It was February 28, 1993, my 26th birthday, and the boys and I set off for Birkenhead in our van at around 6 a.m. with thousands of other Newcastle United fans.
The toons shot up and Tranmere Rovers would be next in line for a Kevin Keegan / Newcastle United championship.
A couple of the guys looked tense from the gargle the night before, but the mood was high, not least because the very personable Simon Jones was our driver for the day and he was as enthusiastic as ever and fresh as a daisy.
As we were leaving North Shields, one of the boys – Vern – tiredly bit into a pie trying to get some food for the upcoming drinking session. Incredible, he was still half eating it when we turned from the A69 onto the M6 over an hour later. At this point, Wor Neale broke into the songs and sang Limahl’s hit – ‘The Never Ending …. Pasty’ – a title change, but very funny at the time.
When we reached Merseyside, we made our way to The Dock Pub on the Merseyside waterfront. I knew the area and knew this bar was an “early cave” much like The Dolphin and Mariners Arms in North Shields. After a casual knock on the side door, the manager came out and I explained that I used to visit the place a lot, we were down for the game … and it was my birthday. Straight in and happy days.
It wasn’t until around 9am but there were a few locals there and the banter was great, it felt like Yem for all of us. The match itself was supposed to kick off at lunchtime, so there was plenty of time to chat. Locals said it was a solemn week for all of them after the tragic events surrounding the murder of little Jamie Bulger. It had also captured the hearts and the attention of the whole country.
We had played Bristol Rovers at St James Park four days earlier and it had been announced before the game that the great Bobby Moore had also died.
Well the drink flowed and the songs followed and the whole place seemed to be in peaceful harmony. I said to Simon and Wor Graeme that this was going to be the best birthday I can remember. When we finally left to travel to Prenton Park there was ample handshake and we thanked the manager and his wife for their hospitality.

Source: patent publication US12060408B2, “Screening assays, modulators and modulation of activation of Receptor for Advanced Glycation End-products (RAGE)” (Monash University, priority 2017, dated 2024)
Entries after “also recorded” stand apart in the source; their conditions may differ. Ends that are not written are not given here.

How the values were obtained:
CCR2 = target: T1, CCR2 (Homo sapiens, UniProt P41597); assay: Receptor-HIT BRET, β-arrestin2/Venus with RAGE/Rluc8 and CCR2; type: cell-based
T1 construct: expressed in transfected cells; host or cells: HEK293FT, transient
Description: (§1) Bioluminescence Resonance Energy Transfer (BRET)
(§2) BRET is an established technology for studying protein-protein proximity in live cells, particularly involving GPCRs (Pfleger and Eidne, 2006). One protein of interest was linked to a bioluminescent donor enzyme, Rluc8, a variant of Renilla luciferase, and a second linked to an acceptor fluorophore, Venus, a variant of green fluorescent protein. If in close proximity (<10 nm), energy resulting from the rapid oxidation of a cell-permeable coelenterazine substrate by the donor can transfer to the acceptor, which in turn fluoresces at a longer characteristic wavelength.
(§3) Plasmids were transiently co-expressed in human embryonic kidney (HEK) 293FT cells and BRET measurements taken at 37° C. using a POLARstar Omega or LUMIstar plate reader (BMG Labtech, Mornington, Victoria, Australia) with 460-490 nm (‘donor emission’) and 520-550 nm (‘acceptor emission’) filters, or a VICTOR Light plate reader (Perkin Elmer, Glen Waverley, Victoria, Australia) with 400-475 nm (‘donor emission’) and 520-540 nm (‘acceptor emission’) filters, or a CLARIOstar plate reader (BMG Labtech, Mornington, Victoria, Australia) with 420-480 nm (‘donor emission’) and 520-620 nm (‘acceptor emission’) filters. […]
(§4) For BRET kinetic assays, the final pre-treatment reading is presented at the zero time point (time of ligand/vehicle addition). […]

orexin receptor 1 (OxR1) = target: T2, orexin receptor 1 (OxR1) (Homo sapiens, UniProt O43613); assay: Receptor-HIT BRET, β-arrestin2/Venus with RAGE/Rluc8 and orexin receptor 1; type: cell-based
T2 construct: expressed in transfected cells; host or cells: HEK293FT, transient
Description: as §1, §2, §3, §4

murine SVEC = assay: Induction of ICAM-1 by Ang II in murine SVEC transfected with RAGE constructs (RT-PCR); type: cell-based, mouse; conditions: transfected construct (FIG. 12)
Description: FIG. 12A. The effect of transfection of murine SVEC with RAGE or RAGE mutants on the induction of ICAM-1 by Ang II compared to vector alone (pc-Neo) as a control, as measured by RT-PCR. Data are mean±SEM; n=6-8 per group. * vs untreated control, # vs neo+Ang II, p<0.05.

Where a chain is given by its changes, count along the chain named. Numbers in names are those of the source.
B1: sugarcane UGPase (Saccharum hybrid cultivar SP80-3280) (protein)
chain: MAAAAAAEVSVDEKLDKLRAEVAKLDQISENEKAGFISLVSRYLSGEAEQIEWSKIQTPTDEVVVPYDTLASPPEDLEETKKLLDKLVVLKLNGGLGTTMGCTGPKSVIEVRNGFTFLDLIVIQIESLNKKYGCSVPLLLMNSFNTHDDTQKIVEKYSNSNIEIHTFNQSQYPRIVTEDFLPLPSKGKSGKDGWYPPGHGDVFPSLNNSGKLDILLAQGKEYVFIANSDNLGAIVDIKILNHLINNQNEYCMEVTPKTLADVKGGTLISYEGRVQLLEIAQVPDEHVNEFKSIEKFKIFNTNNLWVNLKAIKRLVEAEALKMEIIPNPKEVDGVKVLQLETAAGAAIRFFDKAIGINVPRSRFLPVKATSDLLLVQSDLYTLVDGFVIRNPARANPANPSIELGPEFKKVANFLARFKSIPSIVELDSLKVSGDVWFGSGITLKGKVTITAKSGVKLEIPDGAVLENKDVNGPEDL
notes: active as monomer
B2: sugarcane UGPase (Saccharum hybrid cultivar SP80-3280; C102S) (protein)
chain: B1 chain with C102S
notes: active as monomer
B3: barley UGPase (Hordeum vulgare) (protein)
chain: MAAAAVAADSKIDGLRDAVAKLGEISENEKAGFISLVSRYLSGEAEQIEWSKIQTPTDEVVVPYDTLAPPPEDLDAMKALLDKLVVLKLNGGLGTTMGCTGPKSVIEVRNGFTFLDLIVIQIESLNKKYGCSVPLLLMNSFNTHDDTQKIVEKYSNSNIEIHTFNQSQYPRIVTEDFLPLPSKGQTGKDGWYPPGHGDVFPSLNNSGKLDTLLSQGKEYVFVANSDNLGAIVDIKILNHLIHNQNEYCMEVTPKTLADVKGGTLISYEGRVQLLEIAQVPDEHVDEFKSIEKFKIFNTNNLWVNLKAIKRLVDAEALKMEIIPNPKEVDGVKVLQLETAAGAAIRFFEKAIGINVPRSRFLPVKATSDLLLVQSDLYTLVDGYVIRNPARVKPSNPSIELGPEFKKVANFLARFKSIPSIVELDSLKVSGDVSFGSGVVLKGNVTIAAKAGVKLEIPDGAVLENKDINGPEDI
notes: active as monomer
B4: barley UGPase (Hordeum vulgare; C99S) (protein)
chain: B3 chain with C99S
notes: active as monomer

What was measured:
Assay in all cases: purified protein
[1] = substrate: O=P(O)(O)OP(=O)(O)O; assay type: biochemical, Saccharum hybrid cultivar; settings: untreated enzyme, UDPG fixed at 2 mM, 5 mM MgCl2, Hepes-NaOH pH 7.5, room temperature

We were safe on the ground about twenty minutes before kick-off and it was “chocka”, but obviously there were still many to arrive. When the players came out, it was announced that there would be a two-minute silence for Jamie Bulger and Bobby Moore. At that point, just minutes before kick-off, at least hundreds of Newcastle United fans were waiting outside the turnstiles to step on the ground.
It was then that the big media lie began that has haunted and disgusted me over the years, giving false ammunition to supporters of other clubs and especially the Mackems to tarnish the Geordies.
During the silence of remembrance, a pin could be heard dropping in the ground as it was being perfectly observed. Unfortunately, fans outside didn’t pick up anything but were still audible while waiting to gain entry so there were a few boos after the end but nothing scary.
Newcastle hosted another master class for the cameras and the traveling hordes were full of voices during a lovely 3-0 away win.
The journey home was a happy one, a great day and all the boys were safely dropped off by Simon.
Imagine my horror the next day when a picture appeared in one of the national rags of me and my pals in a happy mood at the game, with the caption, “Newcastle fans sing through the two minutes of silence. “
This outright lie and fiction has gained myth and significance over the years and is an example of how toxic and unfair the media can be to potentially categorizing decent people forever.
A few months ago a Mackem supporter brought up this wicked fairy tale again in an attempt to scourge our fans as scum and I suppose the bitterest Mackems and everyone else out there fighting Newcastle United and their loyal ones Fans who want to sharpen an ax would like to believe it just to justify their own hatred.
We got in touch with the tabloid at the time and expressed our disbelief and displeasure and explained that the picture of us was taken during the game and that the two-minute silence had not been disturbed. It was in vain and we have received no apology.
As the media goes into full swing over the next several months to discredit Amanda Staveley and the PIF in order to meet the requirements of the EPL, just think about who they really are and what they are capable of.
Bad work and fake journalists saying and producing almost anything for their own needs to keep Newcastle “in their position”. You all know who the current protagonists are, I’m sure of that.
Fight the good brothers and sisters as Newcastle United fans.
Strength and honor as always, for our time will come!